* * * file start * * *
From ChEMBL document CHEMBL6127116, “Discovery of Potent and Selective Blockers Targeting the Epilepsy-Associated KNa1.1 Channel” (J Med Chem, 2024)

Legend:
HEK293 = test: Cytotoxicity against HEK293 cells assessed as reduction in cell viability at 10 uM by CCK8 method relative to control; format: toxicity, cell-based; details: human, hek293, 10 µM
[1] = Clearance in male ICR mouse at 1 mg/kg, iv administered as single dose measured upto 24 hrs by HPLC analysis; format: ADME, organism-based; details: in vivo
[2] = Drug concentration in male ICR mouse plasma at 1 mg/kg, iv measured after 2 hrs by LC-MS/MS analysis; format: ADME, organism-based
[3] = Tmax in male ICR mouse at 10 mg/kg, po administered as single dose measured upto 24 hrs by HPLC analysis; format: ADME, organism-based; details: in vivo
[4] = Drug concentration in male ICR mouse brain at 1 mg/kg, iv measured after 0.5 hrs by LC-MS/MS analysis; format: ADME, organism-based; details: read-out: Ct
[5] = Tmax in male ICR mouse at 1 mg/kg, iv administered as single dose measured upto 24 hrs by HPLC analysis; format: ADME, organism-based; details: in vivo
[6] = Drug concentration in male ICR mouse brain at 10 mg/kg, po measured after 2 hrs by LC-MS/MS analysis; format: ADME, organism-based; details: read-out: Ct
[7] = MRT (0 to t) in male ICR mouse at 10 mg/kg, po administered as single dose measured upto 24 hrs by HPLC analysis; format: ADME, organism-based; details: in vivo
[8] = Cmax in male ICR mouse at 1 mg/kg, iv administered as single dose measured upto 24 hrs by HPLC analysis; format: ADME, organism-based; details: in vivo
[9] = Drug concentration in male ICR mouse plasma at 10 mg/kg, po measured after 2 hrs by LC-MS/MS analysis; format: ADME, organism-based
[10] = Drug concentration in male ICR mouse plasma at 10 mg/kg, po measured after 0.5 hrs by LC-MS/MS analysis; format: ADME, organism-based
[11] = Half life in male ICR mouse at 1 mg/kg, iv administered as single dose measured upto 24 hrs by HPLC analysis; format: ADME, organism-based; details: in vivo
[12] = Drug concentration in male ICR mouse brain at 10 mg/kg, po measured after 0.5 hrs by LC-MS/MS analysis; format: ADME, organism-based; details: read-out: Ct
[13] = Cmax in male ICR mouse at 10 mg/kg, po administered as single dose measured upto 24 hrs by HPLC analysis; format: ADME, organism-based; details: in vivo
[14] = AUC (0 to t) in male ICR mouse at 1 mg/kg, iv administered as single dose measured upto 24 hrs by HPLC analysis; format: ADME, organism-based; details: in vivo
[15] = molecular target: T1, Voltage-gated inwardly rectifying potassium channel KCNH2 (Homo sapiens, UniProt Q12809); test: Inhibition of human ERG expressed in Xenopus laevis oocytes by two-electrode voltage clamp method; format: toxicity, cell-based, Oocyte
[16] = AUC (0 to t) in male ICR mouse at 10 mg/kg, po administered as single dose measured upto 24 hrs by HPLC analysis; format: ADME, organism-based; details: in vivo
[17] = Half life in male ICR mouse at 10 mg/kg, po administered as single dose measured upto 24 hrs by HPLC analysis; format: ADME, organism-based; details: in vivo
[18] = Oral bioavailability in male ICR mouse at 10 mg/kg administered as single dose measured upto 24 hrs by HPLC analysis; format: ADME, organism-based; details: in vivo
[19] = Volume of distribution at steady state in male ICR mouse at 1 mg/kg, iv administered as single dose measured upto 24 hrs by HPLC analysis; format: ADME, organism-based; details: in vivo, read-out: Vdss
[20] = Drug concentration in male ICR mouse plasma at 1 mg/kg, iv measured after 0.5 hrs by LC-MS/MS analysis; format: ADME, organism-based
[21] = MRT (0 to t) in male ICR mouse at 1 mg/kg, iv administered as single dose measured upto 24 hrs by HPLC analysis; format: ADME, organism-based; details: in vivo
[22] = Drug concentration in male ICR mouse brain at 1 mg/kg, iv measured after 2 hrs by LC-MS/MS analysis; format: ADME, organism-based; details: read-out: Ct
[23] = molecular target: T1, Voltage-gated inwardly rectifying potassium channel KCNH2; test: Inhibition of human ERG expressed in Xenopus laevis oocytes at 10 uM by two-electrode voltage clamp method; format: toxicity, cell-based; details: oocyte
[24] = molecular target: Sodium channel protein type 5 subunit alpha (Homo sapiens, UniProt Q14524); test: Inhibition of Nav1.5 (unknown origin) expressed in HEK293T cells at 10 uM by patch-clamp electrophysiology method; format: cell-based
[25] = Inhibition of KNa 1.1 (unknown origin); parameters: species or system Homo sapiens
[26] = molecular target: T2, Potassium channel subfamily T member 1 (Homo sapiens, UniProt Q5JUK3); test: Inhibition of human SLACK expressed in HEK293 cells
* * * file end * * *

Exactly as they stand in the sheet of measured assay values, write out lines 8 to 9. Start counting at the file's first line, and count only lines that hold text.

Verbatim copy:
[5] = Tmax in male ICR mouse at 1 mg/kg, iv administered as single dose measured upto 24 hrs by HPLC analysis; format: ADME, organism-based; details: in vivo
[6] = Drug concentration in male ICR mouse brain at 10 mg/kg, po measured after 2 hrs by LC-MS/MS analysis; format: ADME, organism-based; details: read-out: Ct